A press release (or media release) is your invitation to the media to cover your story.   But remember that is all it is – an invitation.   Many media outlets get hundreds (even thousands in bigger cities) of press releases every day.  And so you need to get your ‘invitation’ in a format that will attract the person who has to sieve through all those press releases and find the one that they will cover through their media outlet.

It may seem obvious, but the first thing you need to do is to KNOW what your story is that you want the media to cover.  Remember not to have some vague idea – have a specific event or a specific message.   You need to be able to say it in one brief sentence.  If you can’t, then rethink your story.

Press Release Title or Headline

Probably the most important part of your press release is your headline.  It needs to sum up your message, but be short and, if possible, be exciting.   Remember the person reading all of those invitations needs to be ‘grabbed’ by your headline.    Note – URGENT and IMPORTANT just don’t work …and may find your press release thrown away before another word is read.  And to be honest, if you have an urgent story, then sending a press release will not be the way to get it covered due to the lead time.

Some good examples I have seen are these:

Father of nine shot – mistaken for rabbit. 
(A pun brought this one to the attention of major newspapers)

Major Minah Survey
(Use of alliteration can really make things stand out – in this case a citizen science program)

Some great guidance for writing a headline can be found here.

press releasePress Release Text

Ok – time to be brutal.  Expect only the first two paragraphs will be read if your headline has captured the interest of the editor/producer who is reading your release.   So you have just a couple of sentences to get all your message across.  You need to say where, who, how and why in those few sentences.  You need to remember that you are NOT writing copy to go directly into a newspaper or magazine (there is one important exception to this we will talk about below).

 

So:

  1. Don’t use flowery language – get to the point. Fast.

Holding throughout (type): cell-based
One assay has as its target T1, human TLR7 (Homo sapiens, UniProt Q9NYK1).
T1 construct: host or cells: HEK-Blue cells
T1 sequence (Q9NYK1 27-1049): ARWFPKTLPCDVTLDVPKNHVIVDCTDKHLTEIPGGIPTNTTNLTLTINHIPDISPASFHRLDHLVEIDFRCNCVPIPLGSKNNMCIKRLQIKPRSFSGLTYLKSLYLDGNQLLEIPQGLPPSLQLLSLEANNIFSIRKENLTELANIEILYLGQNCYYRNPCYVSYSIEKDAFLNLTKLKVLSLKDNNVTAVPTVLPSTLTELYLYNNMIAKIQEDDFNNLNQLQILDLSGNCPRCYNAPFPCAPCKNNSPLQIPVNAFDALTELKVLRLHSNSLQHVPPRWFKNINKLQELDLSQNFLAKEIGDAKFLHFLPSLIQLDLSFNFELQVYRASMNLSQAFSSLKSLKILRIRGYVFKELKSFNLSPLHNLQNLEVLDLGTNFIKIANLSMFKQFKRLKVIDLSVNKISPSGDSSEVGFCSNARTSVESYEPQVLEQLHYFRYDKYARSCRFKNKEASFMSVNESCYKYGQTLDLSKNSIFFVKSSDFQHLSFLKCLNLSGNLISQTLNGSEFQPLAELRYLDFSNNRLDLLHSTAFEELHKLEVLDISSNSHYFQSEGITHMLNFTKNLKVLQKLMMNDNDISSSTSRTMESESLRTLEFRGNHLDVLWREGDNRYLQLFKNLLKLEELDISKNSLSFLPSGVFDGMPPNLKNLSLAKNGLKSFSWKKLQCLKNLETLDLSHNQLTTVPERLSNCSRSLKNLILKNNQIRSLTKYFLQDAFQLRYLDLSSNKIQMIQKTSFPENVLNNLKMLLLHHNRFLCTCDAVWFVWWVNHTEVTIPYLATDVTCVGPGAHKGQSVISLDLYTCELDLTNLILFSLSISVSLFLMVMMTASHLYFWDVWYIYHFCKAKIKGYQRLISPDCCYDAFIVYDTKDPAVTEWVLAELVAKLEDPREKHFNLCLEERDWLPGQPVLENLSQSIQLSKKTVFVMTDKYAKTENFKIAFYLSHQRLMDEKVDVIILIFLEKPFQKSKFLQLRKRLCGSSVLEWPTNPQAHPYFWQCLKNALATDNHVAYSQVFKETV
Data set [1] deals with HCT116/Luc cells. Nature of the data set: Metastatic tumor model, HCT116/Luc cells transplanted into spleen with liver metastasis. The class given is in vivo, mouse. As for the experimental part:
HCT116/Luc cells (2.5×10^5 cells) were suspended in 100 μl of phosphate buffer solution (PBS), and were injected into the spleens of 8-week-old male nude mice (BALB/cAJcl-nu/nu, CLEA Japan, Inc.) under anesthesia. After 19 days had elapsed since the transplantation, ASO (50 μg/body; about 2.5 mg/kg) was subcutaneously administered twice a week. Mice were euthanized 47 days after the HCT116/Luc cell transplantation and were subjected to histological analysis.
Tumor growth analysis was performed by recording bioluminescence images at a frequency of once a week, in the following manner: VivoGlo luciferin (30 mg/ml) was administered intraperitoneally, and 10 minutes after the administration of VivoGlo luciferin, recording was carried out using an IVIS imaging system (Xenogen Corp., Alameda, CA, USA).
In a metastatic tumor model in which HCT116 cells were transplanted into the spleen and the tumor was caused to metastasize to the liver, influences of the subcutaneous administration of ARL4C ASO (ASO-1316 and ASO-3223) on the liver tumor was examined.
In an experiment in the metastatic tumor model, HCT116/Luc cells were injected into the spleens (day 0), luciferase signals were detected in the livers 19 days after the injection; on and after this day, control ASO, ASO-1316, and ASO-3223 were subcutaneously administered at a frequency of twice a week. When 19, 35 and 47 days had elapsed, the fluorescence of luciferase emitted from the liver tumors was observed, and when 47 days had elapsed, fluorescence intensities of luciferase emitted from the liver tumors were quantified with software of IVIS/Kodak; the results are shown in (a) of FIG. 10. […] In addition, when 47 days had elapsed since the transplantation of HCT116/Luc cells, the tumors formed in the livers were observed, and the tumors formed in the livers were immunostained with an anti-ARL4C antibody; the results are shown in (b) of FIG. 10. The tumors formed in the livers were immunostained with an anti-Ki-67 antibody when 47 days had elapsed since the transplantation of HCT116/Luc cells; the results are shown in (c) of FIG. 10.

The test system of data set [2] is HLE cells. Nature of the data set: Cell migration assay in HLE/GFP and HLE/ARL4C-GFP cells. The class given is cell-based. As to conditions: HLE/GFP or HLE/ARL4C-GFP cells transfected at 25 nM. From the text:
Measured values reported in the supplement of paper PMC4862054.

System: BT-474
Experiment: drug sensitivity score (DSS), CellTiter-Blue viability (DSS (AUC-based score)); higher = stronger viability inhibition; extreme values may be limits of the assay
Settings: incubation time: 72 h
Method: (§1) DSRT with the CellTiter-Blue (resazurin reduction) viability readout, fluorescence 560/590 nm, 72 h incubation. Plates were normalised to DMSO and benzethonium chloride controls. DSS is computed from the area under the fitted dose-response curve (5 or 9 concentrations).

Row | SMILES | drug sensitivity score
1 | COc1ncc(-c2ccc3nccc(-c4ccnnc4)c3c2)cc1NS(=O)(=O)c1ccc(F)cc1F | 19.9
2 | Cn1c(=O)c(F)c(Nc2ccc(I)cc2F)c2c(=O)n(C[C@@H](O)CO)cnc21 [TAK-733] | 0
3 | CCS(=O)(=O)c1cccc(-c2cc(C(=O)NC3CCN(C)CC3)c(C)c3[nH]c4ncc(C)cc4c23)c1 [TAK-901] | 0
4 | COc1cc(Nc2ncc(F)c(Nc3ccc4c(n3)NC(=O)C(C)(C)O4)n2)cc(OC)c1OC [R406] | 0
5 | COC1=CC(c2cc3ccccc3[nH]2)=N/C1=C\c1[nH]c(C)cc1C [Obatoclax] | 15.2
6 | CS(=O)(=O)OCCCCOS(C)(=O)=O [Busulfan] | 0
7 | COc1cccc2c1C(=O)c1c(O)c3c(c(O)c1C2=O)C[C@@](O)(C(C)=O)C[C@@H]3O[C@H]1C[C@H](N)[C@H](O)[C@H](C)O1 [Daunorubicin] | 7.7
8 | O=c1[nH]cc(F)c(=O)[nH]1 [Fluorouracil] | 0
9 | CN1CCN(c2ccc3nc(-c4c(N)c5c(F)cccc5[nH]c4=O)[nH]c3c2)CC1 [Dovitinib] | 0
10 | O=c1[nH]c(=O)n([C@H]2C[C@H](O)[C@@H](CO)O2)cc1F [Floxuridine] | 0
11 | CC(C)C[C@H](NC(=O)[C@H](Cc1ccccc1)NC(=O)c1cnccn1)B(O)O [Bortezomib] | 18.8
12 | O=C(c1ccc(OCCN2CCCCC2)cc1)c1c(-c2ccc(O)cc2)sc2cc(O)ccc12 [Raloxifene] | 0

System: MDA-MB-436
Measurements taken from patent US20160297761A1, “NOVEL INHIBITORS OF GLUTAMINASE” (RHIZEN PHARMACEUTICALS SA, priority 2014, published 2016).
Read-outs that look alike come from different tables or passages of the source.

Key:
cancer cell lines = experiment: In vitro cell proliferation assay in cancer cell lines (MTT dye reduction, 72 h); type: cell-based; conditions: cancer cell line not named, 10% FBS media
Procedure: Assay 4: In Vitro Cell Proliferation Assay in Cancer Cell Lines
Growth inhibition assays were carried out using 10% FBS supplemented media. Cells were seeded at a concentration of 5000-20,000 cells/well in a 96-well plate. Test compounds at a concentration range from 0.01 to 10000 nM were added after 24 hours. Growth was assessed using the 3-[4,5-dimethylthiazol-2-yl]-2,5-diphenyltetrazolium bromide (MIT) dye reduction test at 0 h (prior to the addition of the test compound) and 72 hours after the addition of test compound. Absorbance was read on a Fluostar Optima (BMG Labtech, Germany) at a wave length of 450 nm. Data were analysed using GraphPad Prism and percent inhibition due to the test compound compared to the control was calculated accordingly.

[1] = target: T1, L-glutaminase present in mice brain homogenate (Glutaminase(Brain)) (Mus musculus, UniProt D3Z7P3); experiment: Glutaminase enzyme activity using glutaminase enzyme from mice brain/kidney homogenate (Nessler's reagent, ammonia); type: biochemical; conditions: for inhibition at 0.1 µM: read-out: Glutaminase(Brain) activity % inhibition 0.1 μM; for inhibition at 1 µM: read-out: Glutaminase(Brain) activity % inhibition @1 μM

2. Include EXACT location information for the reporter to find you.
  3. Include any information you have on opportunities for reporters to interview people involved in your programs/products and other photo opportunities.
  4. Make sure you include your contact details including a cell phone number.

Small local newspapers

The one exception to this is when getting a story into a local newspaper – with small circulation and very few staff.  They might appreciate you providing them text and photos for inclusion in their paper.  However, still keep it short and sweet.   250 words is a great limit to set yourself.  and ALWAYS put the important information at the start, as words will be cut from the bottom of the text until they reach the limit they have for space.

Press Release – where do I send it?

You will need to send your press release to the correct person in the media outlets.   You should do this no more than 48 hrs before your event/story takes places and no less than 12 hrs before.  That’s the “window of opportunity”  that can be used to get your story on their radar.

The best way to find the right person is to search for the outlets online and look for the person who looks after that area (ie if it’s a sport related story, look for the sports editor).   Most media outlets also have a general contact for news stories or it will be the news editor.  Us the method they have listed – nowadays it is email.  Put the headline for your release as your subject.  Some smaller operations still like a fax.

But here is a BIG tip – don’t be scared to contact a journalist directly if you think the story would appeal to them.   Call them (they get overwhelmed with emails) and pitch your story…be ready for a 15 second phone pitch.


To help you get your message into a good format, you can use our free media release template.  Find out how to use it here.

Press release – your invitation to the media

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